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What is Carpal Tunnel
Syndrome?
Open
Technique
Endoscopic
Technique
Carpal tunnel syndrome can
cause discomfort, pain,
numbness, and tingling
in the affected
hand. This
syndrome
is created by
pressure on the
median nerve as
it courses through
the carpal canal.
The carpal canal is
a rigid tunnel in
the center of the wrist
formed by the carpal
bones of the hand and a
strong ligament called the
transverse carpal ligament.
This canal is shared by the flexor
tendons traveling from the forearm into the hand.
When swelling occurs in this canal, pressure can
compress the median nerve and cause symptoms of
carpal tunnel syndrome. There can be many causes
of swelling in the carpal canal ranging from heredity,
thyroid problems, fractures, diabetes and fluid retention
during pregnancy. Many of the symptoms typically
occur at night and are made worse by repetitive hand
movements such as grasping or squeezing. Many times
the exact cause of swelling is unclear.
Using the open technique, an incision is made from the
wrist crease towards the center of the palm extended
over the transverse carpal ligament. The incision is carried
down through the skin and connective tissue until the
transverse carpal ligament is reached. The surgeon cuts
the ligament with a blade or surgical scissors to relieve
the pressure on the canal. The incision is then closed using
sutures and the hand is wrapped in appropriate dressings.
Using the endoscopic
approach, a small incision is
made in the wrist flexion crease
and a small camera mounted to
the Centerline Endoscopic carpal
tunnel release device is inserted into
the carpal canal. The transverse carpal
ligament is visualized through the camera and viewed
on a monitor screen. The surgeon will cut the transverse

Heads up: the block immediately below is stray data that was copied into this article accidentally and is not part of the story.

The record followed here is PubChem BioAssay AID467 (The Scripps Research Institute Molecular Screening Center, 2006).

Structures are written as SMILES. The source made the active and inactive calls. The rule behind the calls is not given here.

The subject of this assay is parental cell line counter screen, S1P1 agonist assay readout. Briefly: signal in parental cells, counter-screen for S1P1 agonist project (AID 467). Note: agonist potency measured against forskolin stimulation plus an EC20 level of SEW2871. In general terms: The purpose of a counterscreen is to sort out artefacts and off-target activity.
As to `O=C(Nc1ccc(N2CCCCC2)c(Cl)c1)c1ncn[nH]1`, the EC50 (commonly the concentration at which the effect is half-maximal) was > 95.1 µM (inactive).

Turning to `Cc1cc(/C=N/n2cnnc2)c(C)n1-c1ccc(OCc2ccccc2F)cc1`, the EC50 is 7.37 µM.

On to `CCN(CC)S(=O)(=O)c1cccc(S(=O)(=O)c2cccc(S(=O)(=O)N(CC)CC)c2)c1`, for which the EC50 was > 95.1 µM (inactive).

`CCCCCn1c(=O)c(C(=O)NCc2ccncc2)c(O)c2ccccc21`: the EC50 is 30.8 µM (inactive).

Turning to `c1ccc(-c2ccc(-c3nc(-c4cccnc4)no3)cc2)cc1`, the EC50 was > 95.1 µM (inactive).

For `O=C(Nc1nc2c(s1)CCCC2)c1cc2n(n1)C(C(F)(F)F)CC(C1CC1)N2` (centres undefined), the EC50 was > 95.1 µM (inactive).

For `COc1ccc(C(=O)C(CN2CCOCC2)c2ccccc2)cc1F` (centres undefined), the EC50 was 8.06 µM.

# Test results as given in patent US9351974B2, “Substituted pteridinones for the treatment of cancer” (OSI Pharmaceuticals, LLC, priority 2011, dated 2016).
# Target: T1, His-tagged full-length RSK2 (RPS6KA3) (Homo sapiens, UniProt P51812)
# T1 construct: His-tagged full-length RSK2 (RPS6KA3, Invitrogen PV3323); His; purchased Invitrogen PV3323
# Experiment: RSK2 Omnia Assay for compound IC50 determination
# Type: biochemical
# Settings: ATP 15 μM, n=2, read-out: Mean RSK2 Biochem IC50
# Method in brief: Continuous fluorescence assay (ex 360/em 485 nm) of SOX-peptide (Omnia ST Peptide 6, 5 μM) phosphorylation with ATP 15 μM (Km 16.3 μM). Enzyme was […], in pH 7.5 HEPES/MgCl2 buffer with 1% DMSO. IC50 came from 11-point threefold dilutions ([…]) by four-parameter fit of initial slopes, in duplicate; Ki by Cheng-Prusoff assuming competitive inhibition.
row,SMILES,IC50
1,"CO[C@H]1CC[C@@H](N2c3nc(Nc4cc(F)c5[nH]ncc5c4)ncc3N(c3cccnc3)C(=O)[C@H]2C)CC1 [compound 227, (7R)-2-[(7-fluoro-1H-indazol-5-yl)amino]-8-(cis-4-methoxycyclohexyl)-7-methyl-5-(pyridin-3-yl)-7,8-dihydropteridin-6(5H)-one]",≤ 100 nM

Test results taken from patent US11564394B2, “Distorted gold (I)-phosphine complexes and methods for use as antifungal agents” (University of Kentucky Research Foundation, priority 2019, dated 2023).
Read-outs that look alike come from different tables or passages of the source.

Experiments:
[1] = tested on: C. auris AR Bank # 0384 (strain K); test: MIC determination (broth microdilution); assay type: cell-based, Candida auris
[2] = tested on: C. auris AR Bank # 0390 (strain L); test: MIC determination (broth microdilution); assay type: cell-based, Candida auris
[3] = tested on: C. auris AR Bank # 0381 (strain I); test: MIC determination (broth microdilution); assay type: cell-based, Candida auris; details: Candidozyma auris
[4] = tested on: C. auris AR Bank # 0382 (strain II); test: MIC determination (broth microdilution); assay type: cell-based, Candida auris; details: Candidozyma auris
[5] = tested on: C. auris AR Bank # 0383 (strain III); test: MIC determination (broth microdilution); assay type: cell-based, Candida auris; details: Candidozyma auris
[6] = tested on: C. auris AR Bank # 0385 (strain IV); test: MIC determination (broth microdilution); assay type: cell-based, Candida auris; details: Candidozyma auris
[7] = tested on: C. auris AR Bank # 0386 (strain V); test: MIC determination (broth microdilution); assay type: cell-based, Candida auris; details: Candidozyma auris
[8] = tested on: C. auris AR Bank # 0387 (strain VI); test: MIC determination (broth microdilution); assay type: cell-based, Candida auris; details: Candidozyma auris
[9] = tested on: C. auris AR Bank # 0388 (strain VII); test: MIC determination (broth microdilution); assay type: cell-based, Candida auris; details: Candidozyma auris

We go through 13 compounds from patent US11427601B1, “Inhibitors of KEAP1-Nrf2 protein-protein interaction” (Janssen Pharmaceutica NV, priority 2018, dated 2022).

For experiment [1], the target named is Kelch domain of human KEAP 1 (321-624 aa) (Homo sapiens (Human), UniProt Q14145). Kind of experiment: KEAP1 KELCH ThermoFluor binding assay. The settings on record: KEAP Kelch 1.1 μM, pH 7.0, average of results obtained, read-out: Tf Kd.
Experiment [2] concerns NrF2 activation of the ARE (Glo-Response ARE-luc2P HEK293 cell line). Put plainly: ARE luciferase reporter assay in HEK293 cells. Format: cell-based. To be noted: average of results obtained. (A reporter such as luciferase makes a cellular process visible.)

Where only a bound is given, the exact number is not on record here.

ligament by raising a small blade on the Centerline
device and precisely cut the transverse ligament. Once
transected, the device is removed from the wrist and
the small incision is sutured and dressed.
This technique is effective, but may result in a delayed
recovery and rehabilitation due to the extensive incision.
This may not be the best option for those wishing to
return to work or normal activities in
the shortest amount of time.
The advantage of the endoscopic approach is that the
incision is significantly smaller and is placed in an area
that reduces tissue damage. The result is less pain
postoperatively and a faster return to work and normal
activities than the open approach. Endoscopic surgery
for carpal tunnel syndrome has been used for over
20 years and is a proven effective treatment.1
The open technique may result in
a delayed recovery and rehabilitation
due to the extensive incision.
References:
1. Agee, JM et al, Endoscopic Carpal Tunnel Release, A Prospective Study of
Complications and Surgical Experience, Journal of Hand Surgery, Vol. 20A, No. 2, 1995, pp.165–171.
2. Vasiliadis, HS et al, Endoscopic Versus Open Carpal Tunnel Release Arthroscopy,
The Journal of Arthroscopic and Related Surgery, Vol. 26, No. 1, January 2010,
pp. 26–33.
Treatment
Options
Treatment includes nonsurgical and surgical options.
Nonsurgical treatment options typically include
behavioral modifications such as limiting activities
that may be causing symptoms and taking frequent
breaks from repetitive tasks. Your doctor may advise
wearing a wrist splint to keep your wrist straight or
prescribe anti-inflammatory medications to relieve
pain and reduce inflammation.
To learn more about carpal tunnel surgery and
other orthopaedic procedures, please visit our patient
education website ­— www.orthoillustrated.com
Orthopaedic Surgery Patient Education
Surgical treatments relieve symptoms of carpal tunnel
syndrome by cutting the strong transverse carpal
ligament which forms part of the carpal canal. By
cutting this ligament the canal is allowed to expand
and relieves the constriction on the canal contents,
allowing normal nerve function to return.
Two of the most common techniques used to perform
this surgery are the open and endoscopic approach.
Both techniques are effective and cut the transverse
ligament to relieve symptoms, but the endoscopic
approach typically results in less postoperative pain,
a faster recovery time, and a virtually undetectable
surgical scar.2
Your surgeon will guide
you in deciding what
particular treatment
is best for you and
explain the risks and
contraindications
associated with any
treatment.
© 2013, Arthrex Inc. All rights reserved.
LPG1-0412-EN_A
Carpal Tunnel Syndrome
Patient information regarding CTS and minimally invasive
treatment techniques